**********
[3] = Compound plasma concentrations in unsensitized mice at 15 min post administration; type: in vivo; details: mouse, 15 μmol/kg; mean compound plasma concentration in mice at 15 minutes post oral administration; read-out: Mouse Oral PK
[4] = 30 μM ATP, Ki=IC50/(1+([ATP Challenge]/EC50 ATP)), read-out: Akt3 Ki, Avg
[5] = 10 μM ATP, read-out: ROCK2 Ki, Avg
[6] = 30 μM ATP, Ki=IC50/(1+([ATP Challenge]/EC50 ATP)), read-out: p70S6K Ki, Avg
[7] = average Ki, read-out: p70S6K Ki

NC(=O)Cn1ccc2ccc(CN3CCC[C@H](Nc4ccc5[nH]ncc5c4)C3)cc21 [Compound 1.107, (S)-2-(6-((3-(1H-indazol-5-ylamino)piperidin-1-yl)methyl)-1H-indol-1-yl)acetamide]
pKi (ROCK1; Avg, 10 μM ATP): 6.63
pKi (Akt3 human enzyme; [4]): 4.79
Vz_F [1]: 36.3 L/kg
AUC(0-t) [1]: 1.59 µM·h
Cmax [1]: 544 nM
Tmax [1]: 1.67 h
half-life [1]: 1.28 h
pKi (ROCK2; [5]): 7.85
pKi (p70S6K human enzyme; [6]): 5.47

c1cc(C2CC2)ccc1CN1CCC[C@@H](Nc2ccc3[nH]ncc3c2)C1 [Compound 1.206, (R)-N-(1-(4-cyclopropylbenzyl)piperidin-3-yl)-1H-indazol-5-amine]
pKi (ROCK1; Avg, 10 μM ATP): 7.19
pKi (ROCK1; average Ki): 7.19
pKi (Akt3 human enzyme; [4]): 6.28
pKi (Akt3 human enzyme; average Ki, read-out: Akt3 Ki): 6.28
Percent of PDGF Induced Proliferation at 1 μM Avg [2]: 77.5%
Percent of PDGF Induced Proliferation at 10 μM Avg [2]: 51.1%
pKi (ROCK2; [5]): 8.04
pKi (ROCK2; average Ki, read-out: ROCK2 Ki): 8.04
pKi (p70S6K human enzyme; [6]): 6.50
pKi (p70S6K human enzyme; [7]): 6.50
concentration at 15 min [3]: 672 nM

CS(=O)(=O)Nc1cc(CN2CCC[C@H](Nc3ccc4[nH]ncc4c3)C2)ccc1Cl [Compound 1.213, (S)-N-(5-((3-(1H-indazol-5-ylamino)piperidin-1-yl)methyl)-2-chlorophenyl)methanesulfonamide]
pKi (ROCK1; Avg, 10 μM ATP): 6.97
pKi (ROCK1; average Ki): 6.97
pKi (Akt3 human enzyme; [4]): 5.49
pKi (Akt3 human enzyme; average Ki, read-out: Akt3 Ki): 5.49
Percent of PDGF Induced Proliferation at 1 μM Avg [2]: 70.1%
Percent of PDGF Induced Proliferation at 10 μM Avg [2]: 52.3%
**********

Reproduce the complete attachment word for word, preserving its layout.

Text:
[3] = Compound plasma concentrations in unsensitized mice at 15 min post administration; type: in vivo; details: mouse, 15 μmol/kg; mean compound plasma concentration in mice at 15 minutes post oral administration; read-out: Mouse Oral PK
[4] = 30 μM ATP, Ki=IC50/(1+([ATP Challenge]/EC50 ATP)), read-out: Akt3 Ki, Avg
[5] = 10 μM ATP, read-out: ROCK2 Ki, Avg
[6] = 30 μM ATP, Ki=IC50/(1+([ATP Challenge]/EC50 ATP)), read-out: p70S6K Ki, Avg
[7] = average Ki, read-out: p70S6K Ki

NC(=O)Cn1ccc2ccc(CN3CCC[C@H](Nc4ccc5[nH]ncc5c4)C3)cc21 [Compound 1.107, (S)-2-(6-((3-(1H-indazol-5-ylamino)piperidin-1-yl)methyl)-1H-indol-1-yl)acetamide]
pKi (ROCK1; Avg, 10 μM ATP): 6.63
pKi (Akt3 human enzyme; [4]): 4.79
Vz_F [1]: 36.3 L/kg
AUC(0-t) [1]: 1.59 µM·h
Cmax [1]: 544 nM
Tmax [1]: 1.67 h
half-life [1]: 1.28 h
pKi (ROCK2; [5]): 7.85
pKi (p70S6K human enzyme; [6]): 5.47

c1cc(C2CC2)ccc1CN1CCC[C@@H](Nc2ccc3[nH]ncc3c2)C1 [Compound 1.206, (R)-N-(1-(4-cyclopropylbenzyl)piperidin-3-yl)-1H-indazol-5-amine]
pKi (ROCK1; Avg, 10 μM ATP): 7.19
pKi (ROCK1; average Ki): 7.19
pKi (Akt3 human enzyme; [4]): 6.28
pKi (Akt3 human enzyme; average Ki, read-out: Akt3 Ki): 6.28
Percent of PDGF Induced Proliferation at 1 μM Avg [2]: 77.5%
Percent of PDGF Induced Proliferation at 10 μM Avg [2]: 51.1%
pKi (ROCK2; [5]): 8.04
pKi (ROCK2; average Ki, read-out: ROCK2 Ki): 8.04
pKi (p70S6K human enzyme; [6]): 6.50
pKi (p70S6K human enzyme; [7]): 6.50
concentration at 15 min [3]: 672 nM

CS(=O)(=O)Nc1cc(CN2CCC[C@H](Nc3ccc4[nH]ncc4c3)C2)ccc1Cl [Compound 1.213, (S)-N-(5-((3-(1H-indazol-5-ylamino)piperidin-1-yl)methyl)-2-chlorophenyl)methanesulfonamide]
pKi (ROCK1; Avg, 10 μM ATP): 6.97
pKi (ROCK1; average Ki): 6.97
pKi (Akt3 human enzyme; [4]): 5.49
pKi (Akt3 human enzyme; average Ki, read-out: Akt3 Ki): 5.49
Percent of PDGF Induced Proliferation at 1 μM Avg [2]: 70.1%
Percent of PDGF Induced Proliferation at 10 μM Avg [2]: 52.3%